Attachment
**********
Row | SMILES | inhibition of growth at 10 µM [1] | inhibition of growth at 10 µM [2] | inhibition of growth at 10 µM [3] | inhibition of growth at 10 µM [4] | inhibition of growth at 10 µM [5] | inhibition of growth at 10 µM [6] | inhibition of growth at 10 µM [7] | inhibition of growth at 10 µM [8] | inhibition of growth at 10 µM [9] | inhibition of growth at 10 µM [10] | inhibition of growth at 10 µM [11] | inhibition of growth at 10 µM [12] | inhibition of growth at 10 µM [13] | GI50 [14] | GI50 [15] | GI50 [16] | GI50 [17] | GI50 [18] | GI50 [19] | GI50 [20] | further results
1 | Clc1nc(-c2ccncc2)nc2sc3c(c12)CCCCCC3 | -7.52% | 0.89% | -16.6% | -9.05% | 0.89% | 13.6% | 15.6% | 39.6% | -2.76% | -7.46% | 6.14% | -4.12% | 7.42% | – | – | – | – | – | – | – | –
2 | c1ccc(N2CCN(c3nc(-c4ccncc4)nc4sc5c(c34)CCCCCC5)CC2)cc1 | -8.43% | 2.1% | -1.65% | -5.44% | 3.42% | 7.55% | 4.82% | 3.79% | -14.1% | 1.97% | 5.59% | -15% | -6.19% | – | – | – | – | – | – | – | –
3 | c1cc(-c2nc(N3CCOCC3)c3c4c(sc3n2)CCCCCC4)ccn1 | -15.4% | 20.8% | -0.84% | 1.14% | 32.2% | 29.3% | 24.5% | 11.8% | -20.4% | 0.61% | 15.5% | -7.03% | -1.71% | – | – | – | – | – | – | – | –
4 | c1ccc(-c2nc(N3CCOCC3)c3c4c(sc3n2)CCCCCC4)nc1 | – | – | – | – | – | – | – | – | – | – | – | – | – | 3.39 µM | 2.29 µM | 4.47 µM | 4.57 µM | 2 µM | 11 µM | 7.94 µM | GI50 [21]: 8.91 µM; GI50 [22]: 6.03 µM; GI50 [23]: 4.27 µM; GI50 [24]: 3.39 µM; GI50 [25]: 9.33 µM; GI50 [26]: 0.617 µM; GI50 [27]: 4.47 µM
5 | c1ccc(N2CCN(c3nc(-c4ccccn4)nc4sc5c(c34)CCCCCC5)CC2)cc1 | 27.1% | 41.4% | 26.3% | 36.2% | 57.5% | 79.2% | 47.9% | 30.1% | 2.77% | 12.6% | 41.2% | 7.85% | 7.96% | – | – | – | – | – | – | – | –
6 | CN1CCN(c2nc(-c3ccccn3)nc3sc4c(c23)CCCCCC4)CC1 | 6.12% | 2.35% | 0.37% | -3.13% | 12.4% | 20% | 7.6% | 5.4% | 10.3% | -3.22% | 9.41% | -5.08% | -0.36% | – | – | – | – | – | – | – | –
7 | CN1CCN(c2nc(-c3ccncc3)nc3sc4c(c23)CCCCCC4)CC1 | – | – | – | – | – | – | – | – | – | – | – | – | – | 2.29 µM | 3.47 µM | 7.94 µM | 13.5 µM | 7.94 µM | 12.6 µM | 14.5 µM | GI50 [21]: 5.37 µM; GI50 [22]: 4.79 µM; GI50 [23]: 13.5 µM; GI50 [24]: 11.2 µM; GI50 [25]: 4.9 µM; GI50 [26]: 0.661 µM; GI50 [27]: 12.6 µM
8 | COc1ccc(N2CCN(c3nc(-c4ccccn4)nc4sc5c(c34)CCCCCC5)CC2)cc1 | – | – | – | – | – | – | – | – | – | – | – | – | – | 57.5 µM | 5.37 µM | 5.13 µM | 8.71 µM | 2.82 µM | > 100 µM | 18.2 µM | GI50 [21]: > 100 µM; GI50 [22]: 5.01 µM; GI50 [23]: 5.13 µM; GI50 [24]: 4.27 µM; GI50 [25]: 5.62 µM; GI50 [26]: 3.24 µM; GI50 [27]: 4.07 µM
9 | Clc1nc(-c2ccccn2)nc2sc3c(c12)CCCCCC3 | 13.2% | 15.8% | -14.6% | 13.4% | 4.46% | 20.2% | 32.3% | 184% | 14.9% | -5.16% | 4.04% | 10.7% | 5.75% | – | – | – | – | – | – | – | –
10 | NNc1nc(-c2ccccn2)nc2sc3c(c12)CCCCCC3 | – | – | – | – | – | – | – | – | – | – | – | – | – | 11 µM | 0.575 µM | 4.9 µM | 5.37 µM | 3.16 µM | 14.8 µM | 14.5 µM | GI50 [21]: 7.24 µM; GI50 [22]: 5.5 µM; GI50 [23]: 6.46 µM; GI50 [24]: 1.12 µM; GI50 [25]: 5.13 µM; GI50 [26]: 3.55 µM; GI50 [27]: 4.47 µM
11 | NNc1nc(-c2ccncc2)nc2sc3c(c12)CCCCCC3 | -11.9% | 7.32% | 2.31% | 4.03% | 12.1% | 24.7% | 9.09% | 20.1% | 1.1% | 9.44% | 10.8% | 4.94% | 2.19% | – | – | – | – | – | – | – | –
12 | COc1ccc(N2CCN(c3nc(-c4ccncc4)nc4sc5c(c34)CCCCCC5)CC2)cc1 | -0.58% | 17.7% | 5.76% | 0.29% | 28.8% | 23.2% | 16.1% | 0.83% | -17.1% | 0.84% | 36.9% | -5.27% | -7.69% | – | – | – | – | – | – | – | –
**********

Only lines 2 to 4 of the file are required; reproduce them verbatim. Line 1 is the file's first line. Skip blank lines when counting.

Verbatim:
1 | Clc1nc(-c2ccncc2)nc2sc3c(c12)CCCCCC3 | -7.52% | 0.89% | -16.6% | -9.05% | 0.89% | 13.6% | 15.6% | 39.6% | -2.76% | -7.46% | 6.14% | -4.12% | 7.42% | – | – | – | – | – | – | – | –
2 | c1ccc(N2CCN(c3nc(-c4ccncc4)nc4sc5c(c34)CCCCCC5)CC2)cc1 | -8.43% | 2.1% | -1.65% | -5.44% | 3.42% | 7.55% | 4.82% | 3.79% | -14.1% | 1.97% | 5.59% | -15% | -6.19% | – | – | – | – | – | – | – | –
3 | c1cc(-c2nc(N3CCOCC3)c3c4c(sc3n2)CCCCCC4)ccn1 | -15.4% | 20.8% | -0.84% | 1.14% | 32.2% | 29.3% | 24.5% | 11.8% | -20.4% | 0.61% | 15.5% | -7.03% | -1.71% | – | – | – | – | – | – | – | –